It's Father's Day in the UK on Sunday. Listen to this week's programme to meet William's dad and to learn a couple of phrases related to fatherhood.
The script for this programme
William: Hello and welcome to The English We Speak. I'm William Kremer.
Yang Li: And I'm Yang Li.
William: So this Sunday is Father's Day here in the UK and in many countries around the world.
Yang Li: William, I know you are married but you are not a father yet, right?
William: Yes, that's right.
Yang Li: Well in that case, I don't think you are well qualified to talk about this topic, William!
William: Well, I disagree. All that matters is that we can speak English! So today I thought we could look at a couple of very common phrases relating to fatherhood. Let's listen to this clip of a woman talking to her friend about her son. Try and hear a phrase relating to fatherhood.
Woman: And how's Jonathan?
Woman 2: Good question – I'd like to know the answer! He's ever so quiet and I never know what he's thinking...
Woman: Oh yeah.
Woman 2: Mind you, his dad's exactly the same. Like father, like son.
Yang Li: Like father, like son. So that means that the son is just like the father, is that right?
William: Exactly, yes.
Yang Li: So, William, can you say 'like mother, like daughter'?
William: Well, you could say that but it's not really a phrase in English. 'Like father, like son' is quite a common phrase. And you have to use those exact words, you can't say 'Like his father, like my son' – it has to be 'like father, like son'.
Yang Li: So are you like your father, William?
William: That's a good question. What do you think, Dad?
William's Dad: Oh, that's a difficult question –
Yang Li: Wow, I didn't know – I didn't realise you were here, Mr Kremer! It's very nice to meet you! Very nice to meet you.
William's Dad: Nice to meet you too. I always like to keep an eye on William, make sure he's being a good son. And I think I was a good son to my father, so in that way, I think he is like me.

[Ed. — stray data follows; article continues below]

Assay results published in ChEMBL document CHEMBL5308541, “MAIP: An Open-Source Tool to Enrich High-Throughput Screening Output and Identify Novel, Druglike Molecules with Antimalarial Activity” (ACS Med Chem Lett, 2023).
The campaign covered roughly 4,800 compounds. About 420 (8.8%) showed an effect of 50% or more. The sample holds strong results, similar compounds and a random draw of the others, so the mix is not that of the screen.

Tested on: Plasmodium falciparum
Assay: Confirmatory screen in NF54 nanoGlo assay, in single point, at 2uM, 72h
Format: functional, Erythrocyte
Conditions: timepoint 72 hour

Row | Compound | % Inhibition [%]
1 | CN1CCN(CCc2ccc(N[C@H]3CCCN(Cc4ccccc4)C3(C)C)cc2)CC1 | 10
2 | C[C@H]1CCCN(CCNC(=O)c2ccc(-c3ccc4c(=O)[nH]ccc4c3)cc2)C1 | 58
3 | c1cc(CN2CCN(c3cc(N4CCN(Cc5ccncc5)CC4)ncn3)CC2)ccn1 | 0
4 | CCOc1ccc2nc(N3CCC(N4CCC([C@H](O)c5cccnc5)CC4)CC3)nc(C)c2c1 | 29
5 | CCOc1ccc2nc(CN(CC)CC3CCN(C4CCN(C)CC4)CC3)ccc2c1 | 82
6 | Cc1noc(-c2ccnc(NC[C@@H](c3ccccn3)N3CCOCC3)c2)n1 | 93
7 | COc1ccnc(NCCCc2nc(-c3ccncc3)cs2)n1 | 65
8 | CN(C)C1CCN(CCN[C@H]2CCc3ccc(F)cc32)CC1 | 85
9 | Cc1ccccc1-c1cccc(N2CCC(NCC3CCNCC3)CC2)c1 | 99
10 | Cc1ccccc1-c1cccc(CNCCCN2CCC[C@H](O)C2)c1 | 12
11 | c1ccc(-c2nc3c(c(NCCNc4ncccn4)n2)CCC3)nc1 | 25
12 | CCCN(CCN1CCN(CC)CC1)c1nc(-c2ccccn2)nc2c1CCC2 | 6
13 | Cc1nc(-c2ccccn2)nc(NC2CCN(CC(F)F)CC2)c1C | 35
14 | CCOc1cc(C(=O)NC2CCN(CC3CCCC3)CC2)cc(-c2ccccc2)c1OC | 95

Li: I think you look quite alike, except that William is much taller than you – he is a giant!
William's Dad: I have to carry a chair with me wherever I go just to keep up with him!
William: Alright, Dad. So, before we finish today, let's have a look at another phrase connected with fatherhood. And this phrase means a long time before you were born. In this clip a woman is talking to her uncle. Try and hear the phrase.
Woman: I didn't know you used to have a motorbike!
Man: Oh yes. I had one for a couple of years... it must have been in the sixties; before you were even a twinkle in your father's eye!
Yang Li: Wow that was quite a long phrase – 'Before you were even a twinkle in your father's eye.'
William: Yeah, or you could say, 'You weren't even a twinkle in your father's eye'. A twinkle is something that shines brightly, like a star. So it's quite a romantic word. Maybe the phrase means: before your father ever looked at your mother in a romantic way; so, long before you were born.
Yang Li: Well, we hope that these English phrases might be useful to you this Sunday. Happy Father's Day!
William: Happy Father's Day!
William's Dad: Oh thanks guys!